The board is thus persuaded that the skilled person would have applied the method disclosed in D1 for firing a ceramic body having a honeycomb structure and thus for removing carbonaceous material therefrom.

The method of granted claim 1 thus lacks an inventive step within the meaning of Article 56 EPC.

4. Auxiliary request 1 - Method-claim 1

The characterising features of dependent claim 3 as granted, which are comprised in the amended method-claim 1 of the first auxiliary request, are known from D1 in combination with the features of granted claim 1 (see column 1, lines 11 to 16) and can therefore add nothing inventive to the method.

Contrary to the assertion of appellant II, the method defined in claim 1 of the first auxiliary request cannot be interpreted as being limited as a whole to the two claimed method-steps (preheating, final heating). The whole firing process of ceramic bodies comprises several additional steps such as for instance cooling down the fired bodies. Claim 1 of the first auxiliary request can thus not be further distinguished over D1 by the absence of any combustion step.

5. Auxiliary requests 2 to 4 - Rule 80 EPC

In the independent method-claim (claim 1) of each of the auxiliary requests 2 to 4, features characterising the apparatus in which carbonaceous material is removed from a green ceramic body have been incorporated into claim 1 as granted or claim 1 of the first auxiliary request. In other terms, no further method-step has been added to the method as claimed in the granted patent or in the first auxiliary request.

The question whether some constructional details of the tunnel kiln, in which a green ceramic body is fired and from which carbonaceous material is removed, may provide a further distinction of the method is in the current case to be answered negatively.

For instance the presence of a conduit reaction-suppression system in the tunnel kiln in which the ceramic body is treated does not imply that the claimed method must comprise a corresponding method-step in the form of monitoring a temperature and of introducing a low oxygen gas into conduits of the kiln when the monitored temperature exceeds a predetermined value.

More generally and independently of that, the board considers that this type of amendment of a method-claim, i.e. the addition of constructional features to an apparatus in which a product is to be treated, can cause major clarity issues, because it cannot be determined in a clear and objective manner what method-step is actually derivable from a given constructional feature. This is the case with the present amendment.

If a method of the patent in dispute is to be distinguished from a process known in the state of art (in the present case, D1), it should contain explicit and unambiguous features by which additional and distinguishing method-steps are defined.

It follows from this consideration that the amendments made to the independent method-claim according to the auxiliary requests 2 to 4 do not provide an adequate basis for meeting the ground of opposition under Article 56 EPC raised against claim 1 as granted or claim 1 of the first auxiliary request.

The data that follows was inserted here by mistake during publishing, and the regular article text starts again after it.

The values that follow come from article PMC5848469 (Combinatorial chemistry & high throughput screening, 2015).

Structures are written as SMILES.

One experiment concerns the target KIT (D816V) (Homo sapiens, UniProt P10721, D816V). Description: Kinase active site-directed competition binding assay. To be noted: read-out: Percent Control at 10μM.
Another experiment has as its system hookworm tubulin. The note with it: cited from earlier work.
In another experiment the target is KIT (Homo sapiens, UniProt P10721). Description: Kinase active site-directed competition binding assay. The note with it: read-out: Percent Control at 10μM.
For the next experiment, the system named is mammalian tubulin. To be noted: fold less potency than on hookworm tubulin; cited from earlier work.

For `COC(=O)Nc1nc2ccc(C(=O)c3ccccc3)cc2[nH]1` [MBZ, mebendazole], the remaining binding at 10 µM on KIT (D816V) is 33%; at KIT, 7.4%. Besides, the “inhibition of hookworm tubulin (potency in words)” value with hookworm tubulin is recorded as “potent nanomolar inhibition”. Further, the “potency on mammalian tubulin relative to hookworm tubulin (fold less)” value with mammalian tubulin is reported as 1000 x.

Auxiliary requests 2 to 4 thus contravene the requirements of Rule 80 EPC and are therefore unallowable.

6. Auxiliary request 5

6.1 Amendments - Article 100(c) EPC - Rule 80 EPC

6.1.1 The set of claims of the fifth auxiliary request is limited to the apparatus-claims as granted with claim 1 corresponding to claim 7 as granted. The method-claims of the patent as granted have been deleted and replaced by use-claim 8, which is supported by the application as originally filed.

The description of the patent specification has merely been adapted to the amended definition of the invention as set out in the claims.

These conclusions are not disputed.

6.1.2 The requirement of Rule 80 EPC is also fulfilled by the fifth auxiliary request since use-claim 8 is not newly introduced but is merely a replacement of the method-claim as granted and belongs to the same category.

6.1.3 The amended documents of the patent according to auxiliary request 5 thus meet the requirements of the EPC, in particular of Article 123 EPC and Rule 80 EPC.

6.2 Novelty - Inventive step

6.2.1 Apparatus - State of the art D1

From D1 is known a tunnel kiln 10 for firing ceramic body comprising a vestibule region ("Eingang"), a heating area 14 ("Aufheizzone") located downstream of the vestibule region and a firing area 16 ("Brennzone") located downstream of the heating area: see column 1, lines 11 to 16. By analogy to the previous discussion with regard to the method claimed in the patent as granted, the tunnel kiln of D1 is perfectly suitable for firing a green ceramic body having a honeycomb structure. Within the heating area 14 of the tunnel kiln 10 of D1, binders and/or carbonaceous materials contained in the green ceramic body get partly released: see column 1, lines 59 to 64, claim 1 and the figure. The heating area 14 of the tunnel kiln 10 comprises a plurality of removal zones (see figure and column 1, line 60: "mehreren") for removing released gaseous material, including carbonaceous material, from the heating area 14 through conduits 22 (see also claim 1, feature 1.2).